According to the latest U.S. Census estimates, 12% of Americans live below the poverty line. One of the most striking features of Census poverty data is the large gap between the percentages of white Americans and black Americans living in poverty (23% of blacks compared with 10% of whites). Data from Gallup's latest social audit of race relations in the United States, conducted between Dec. 9, 2002, and Feb. 11, 2003*, shows a similar racial divide. According to the survey, 13% of the nation's adults overall report that they did not have enough money in the past year to buy the food their families needed. Among blacks, this percentage stands at 28%, a sharp contrast to the 11% found among whites.
Gallup asked similar questions about having enough money for clothing and healthcare in the last year, again finding large differences by race. Combining answers to the three questions, Gallup found that 27% of adults (47% of blacks and 23% of whites) did not have enough money to pay for at least one of these necessities (food, clothing, or healthcare) during the last year.
Gallup first asked questions about deprivation in 1976; there has been little change in the overall numbers since that time. The question about ability to pay for healthcare is an exception, however. Our current estimate of deprivation (21%) exceeds the 15% recorded in 1976, a reflection of the continuing upward spiral of healthcare costs. The year 1984 stands out as a difficult time, with 20% of the nation's adults reporting not having enough money for food. The racial gap in 1984 was also much wider than it is today -- 51% of blacks and 17% of whites reported not having enough money for food that year.
Census data on poverty show that children are particularly likely to live in poverty, and our deprivation results reflect this: households with children are considerably more likely to report some form of deprivation (32%) than those without children (22%).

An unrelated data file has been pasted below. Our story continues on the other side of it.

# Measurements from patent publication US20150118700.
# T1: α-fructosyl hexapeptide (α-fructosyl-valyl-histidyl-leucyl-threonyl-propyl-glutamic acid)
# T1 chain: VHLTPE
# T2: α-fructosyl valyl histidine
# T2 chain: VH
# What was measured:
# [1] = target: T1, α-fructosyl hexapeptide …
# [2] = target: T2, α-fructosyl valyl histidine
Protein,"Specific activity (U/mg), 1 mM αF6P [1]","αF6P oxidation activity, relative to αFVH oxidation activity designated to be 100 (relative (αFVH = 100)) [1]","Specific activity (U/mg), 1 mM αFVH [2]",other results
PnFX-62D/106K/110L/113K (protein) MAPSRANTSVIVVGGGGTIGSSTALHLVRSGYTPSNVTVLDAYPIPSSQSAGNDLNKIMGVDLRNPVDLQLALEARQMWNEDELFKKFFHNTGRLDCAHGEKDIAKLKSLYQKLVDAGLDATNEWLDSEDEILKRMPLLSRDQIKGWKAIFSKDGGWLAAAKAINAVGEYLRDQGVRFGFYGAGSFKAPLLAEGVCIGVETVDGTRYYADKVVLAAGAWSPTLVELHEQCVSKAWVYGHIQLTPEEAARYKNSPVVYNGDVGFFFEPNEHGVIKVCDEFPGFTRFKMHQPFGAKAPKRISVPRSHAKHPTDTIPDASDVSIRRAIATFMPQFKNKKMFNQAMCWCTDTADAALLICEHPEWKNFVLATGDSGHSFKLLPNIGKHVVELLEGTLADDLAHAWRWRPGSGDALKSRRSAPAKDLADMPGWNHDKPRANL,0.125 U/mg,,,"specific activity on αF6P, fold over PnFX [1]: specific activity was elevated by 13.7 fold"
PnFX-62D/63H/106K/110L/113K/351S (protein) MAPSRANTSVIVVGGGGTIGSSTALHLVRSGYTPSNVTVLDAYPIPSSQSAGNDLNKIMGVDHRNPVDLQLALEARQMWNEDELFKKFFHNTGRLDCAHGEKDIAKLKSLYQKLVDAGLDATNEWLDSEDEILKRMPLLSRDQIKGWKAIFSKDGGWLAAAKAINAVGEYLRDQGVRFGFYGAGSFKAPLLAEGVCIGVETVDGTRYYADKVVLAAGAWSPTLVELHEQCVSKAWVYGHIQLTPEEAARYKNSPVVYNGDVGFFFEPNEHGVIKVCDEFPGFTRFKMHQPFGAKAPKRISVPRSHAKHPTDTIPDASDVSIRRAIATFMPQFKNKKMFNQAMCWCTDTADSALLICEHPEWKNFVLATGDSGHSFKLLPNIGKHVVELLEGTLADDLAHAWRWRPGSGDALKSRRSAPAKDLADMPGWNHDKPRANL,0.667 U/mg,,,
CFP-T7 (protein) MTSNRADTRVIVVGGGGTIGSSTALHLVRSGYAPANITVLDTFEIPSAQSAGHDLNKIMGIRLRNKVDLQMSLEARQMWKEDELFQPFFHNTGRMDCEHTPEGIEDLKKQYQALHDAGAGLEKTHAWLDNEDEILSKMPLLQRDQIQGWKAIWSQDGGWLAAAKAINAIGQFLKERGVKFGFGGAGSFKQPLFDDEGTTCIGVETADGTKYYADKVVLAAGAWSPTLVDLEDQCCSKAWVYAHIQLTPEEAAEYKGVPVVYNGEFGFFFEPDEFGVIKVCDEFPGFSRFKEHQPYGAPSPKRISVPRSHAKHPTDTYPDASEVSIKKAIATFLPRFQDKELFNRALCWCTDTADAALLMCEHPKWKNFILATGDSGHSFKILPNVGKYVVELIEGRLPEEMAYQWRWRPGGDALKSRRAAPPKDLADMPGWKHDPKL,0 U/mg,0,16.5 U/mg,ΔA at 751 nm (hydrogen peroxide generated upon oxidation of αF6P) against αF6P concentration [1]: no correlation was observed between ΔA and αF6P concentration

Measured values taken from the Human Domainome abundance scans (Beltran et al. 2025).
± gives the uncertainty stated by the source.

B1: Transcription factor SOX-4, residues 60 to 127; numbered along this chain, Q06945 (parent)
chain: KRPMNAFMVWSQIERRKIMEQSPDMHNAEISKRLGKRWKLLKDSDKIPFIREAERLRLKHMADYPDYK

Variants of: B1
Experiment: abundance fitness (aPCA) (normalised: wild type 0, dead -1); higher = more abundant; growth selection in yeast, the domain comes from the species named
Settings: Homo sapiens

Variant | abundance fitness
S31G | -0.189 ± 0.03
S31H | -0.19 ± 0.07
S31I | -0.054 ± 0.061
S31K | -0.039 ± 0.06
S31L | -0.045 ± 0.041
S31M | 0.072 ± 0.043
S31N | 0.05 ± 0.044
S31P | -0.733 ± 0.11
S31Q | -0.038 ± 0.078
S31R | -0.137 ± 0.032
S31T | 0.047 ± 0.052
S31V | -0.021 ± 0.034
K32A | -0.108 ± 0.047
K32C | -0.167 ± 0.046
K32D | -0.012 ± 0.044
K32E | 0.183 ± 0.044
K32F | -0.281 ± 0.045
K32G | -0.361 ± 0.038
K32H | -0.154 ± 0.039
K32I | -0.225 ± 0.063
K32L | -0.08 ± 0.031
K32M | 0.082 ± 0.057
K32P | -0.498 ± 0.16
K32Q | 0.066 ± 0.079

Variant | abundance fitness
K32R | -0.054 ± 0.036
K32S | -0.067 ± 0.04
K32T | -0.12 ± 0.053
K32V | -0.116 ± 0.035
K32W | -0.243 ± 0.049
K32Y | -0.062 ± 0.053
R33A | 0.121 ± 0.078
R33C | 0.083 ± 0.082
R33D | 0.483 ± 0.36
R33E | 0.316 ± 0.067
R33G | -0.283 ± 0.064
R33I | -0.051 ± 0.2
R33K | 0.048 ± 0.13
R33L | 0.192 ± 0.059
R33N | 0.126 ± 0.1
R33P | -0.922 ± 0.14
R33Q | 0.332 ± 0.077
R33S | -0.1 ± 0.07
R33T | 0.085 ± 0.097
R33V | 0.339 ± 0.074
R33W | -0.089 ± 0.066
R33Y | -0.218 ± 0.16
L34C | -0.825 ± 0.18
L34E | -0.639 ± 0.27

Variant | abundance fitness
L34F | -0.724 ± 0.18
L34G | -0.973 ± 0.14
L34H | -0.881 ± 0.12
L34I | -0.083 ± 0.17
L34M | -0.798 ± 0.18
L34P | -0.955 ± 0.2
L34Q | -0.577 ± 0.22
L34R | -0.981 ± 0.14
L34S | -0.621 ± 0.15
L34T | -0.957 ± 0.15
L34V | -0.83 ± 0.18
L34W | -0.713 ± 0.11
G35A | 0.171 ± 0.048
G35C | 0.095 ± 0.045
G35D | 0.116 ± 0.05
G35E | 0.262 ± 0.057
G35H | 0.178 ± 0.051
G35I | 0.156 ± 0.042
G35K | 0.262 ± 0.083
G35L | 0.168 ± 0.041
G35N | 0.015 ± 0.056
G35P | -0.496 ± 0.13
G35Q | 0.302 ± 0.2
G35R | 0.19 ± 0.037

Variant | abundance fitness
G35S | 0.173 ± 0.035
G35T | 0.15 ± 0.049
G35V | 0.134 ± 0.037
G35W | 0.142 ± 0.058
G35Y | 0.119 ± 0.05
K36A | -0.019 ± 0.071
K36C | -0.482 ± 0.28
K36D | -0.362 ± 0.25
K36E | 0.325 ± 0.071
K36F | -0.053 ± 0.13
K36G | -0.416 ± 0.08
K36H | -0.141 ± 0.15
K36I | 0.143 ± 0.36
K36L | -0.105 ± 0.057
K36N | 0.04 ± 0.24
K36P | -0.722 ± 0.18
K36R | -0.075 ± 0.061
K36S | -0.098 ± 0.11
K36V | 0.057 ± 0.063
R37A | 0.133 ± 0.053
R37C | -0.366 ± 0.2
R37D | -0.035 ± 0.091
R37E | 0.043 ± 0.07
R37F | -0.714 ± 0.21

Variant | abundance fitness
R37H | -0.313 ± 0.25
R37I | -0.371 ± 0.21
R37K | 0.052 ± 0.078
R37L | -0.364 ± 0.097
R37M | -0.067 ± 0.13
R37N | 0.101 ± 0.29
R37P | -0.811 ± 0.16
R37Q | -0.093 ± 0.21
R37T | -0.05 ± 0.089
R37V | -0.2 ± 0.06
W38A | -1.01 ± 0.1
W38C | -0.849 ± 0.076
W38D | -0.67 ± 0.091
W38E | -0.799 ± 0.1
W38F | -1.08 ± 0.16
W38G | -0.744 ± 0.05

Not surprisingly, there is a strong relationship between deprivation and socioeconomic indicators such as educational attainment and household income, and Gallup's data suggest that the impact of these variables is stronger among blacks than among whites. For example, blacks with no college education are more than three times as likely as those with a college education to report some form of deprivation in the past year (53% vs. 16%). Although this relationship exists among whites, it is noticeably weaker (28% vs. 11%). Black households with children are more likely than black households without children to have experienced one of these deprivations (53% vs. 40%).
When asked what shape their personal finances are in today, more than half of U.S. adults (55%) say either "excellent" or "good," but 44% characterize their finances as either "fair" (34%) or "poor" (10%). Large gaps also persist by race in response to this question. A majority of blacks characterize their personal finances as either fair or poor (64%), while a majority of whites characterize their finances as either excellent or good (57%).
*Gallup conducted 1,044 telephone interviews from Dec. 9, 2002, through Feb. 11, 2003, with a randomly selected sample of adults in the continental United States. We interviewed roughly equal numbers of black and white respondents, permitting more reliable estimates of black opinion than would be possible in a standard national sample of a similar size. For our total sample of 1,044, one can say with 95% confidence that the margin of sampling error for percentages is not greater than ±5%. The parallel margins of sampling error are ±6% for the sample of 505 white respondents, and ±6% for the sample of 501 black respondents.